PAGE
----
|Method||Steel engraved with original hand colour|
|Artist||Walker, John and Charles|
|Published||Drawn by W. Newton. The Constellations by W. Clarke, Archt. Engraved by J. & C. Walker. London, Edward Stanford 6 Charing Cross [c.1845]|
|Dimensions||300 x 300 mm|
A nineteenth century constellation map, engraved by the Walkers and published in 'The Stars in Six Maps, on the Gnomic Projections,' a supplement to the Family Atlas produced by Edward Stanford for the Society for the Diffusion on Useful Knowledge (SDUK). The map, ornamented in hand colour, shows the constellations pictorially. A key along the right margin illustrates the orders of magnitude of stars and nebulae. This particular example shows the night sky of the southern polar hemisphere for the year 1830, centred on Octans and encompassing the constellations Argo, Eridanus, Sagittarius, Lupus, Centaurus, and the Southern Cross.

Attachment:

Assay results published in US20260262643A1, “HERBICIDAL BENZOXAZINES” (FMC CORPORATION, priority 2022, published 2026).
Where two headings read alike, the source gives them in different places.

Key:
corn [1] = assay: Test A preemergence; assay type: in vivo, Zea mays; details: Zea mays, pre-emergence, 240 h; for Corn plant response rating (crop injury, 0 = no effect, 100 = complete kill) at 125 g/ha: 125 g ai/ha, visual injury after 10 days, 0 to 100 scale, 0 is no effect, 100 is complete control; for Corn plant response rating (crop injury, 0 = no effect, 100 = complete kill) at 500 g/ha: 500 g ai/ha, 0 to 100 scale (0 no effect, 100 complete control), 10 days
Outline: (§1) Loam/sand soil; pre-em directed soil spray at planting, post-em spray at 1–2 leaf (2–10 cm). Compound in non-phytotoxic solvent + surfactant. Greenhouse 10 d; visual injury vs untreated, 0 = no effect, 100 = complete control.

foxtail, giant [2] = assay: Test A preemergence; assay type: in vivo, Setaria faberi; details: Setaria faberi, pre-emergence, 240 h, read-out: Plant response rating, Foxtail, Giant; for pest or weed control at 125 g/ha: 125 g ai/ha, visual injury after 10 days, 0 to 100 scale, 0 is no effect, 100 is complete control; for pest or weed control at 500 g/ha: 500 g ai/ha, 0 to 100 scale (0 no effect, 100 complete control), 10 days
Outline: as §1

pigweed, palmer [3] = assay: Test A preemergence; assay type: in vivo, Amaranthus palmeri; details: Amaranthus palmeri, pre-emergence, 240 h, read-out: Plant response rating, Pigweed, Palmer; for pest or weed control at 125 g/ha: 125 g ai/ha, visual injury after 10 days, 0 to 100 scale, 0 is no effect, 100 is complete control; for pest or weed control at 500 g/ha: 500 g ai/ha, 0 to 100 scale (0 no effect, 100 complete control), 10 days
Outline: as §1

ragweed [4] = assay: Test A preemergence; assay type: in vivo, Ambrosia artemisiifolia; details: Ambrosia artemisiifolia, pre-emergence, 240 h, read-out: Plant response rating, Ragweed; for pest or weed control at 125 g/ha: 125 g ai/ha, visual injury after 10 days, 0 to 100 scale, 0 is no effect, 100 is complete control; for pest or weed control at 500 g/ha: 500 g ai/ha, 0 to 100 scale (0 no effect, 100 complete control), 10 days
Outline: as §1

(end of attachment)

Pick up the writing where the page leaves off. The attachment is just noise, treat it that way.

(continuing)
The Society for the Diffusion of Useful Knowledge (SDUK), founded in 1826 lasting only until 1848, was a Whiggish London organisation that published inexpensive texts intended to adapt scientific and similarly high-minded material for the rapidly expanding reading public. The Society's main purpose was to encourage universal literacy by publishing numbers of books of good quality that would be affordable to all. It was established mainly at the instigation of Lord Brougham with the object of publishing information to people who were unable to obtain formal teaching, or who preferred self-education.
John Walker (fl. 1813-1873) and Charles Walker (1799-1872) were British cartographers, geographers, and map engravers, and the sons of the engraver and Admiralty hydrographer, John Walker (fl. 1783-1831). John, the better known of the two sons, was a founding member of the Royal Geographic Society. A third brother, Thomas (fl. 1805-1865), succeeded his father as a hydrographer to the Admiralty.
Condition: Minor time toning to edges of sheet. Insect damage to bottom right corner of sheet, not affecting map.